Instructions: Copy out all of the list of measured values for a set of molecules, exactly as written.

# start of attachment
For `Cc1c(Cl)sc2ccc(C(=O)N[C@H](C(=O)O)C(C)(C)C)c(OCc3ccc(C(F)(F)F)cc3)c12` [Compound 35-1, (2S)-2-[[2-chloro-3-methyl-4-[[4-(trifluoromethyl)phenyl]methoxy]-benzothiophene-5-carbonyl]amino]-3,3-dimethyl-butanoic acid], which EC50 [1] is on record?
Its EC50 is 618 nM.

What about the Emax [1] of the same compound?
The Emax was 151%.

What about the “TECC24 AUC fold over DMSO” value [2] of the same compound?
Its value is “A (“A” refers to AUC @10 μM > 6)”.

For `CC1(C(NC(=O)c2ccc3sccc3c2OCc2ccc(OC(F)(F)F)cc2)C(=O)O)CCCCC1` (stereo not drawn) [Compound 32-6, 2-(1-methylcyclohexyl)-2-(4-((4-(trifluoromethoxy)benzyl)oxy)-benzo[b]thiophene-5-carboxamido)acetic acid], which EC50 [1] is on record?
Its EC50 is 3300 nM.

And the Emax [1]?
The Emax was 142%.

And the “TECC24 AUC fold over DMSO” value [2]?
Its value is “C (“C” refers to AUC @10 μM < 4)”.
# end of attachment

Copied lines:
For `Cc1c(Cl)sc2ccc(C(=O)N[C@H](C(=O)O)C(C)(C)C)c(OCc3ccc(C(F)(F)F)cc3)c12` [Compound 35-1, (2S)-2-[[2-chloro-3-methyl-4-[[4-(trifluoromethyl)phenyl]methoxy]-benzothiophene-5-carbonyl]amino]-3,3-dimethyl-butanoic acid], which EC50 [1] is on record?
Its EC50 is 618 nM.

What about the Emax [1] of the same compound?
The Emax was 151%.

What about the “TECC24 AUC fold over DMSO” value [2] of the same compound?
Its value is “A (“A” refers to AUC @10 μM > 6)”.

For `CC1(C(NC(=O)c2ccc3sccc3c2OCc2ccc(OC(F)(F)F)cc2)C(=O)O)CCCCC1` (stereo not drawn) [Compound 32-6, 2-(1-methylcyclohexyl)-2-(4-((4-(trifluoromethoxy)benzyl)oxy)-benzo[b]thiophene-5-carboxamido)acetic acid], which EC50 [1] is on record?
Its EC50 is 3300 nM.

And the Emax [1]?
The Emax was 142%.

And the “TECC24 AUC fold over DMSO” value [2]?
Its value is “C (“C” refers to AUC @10 μM < 4)”.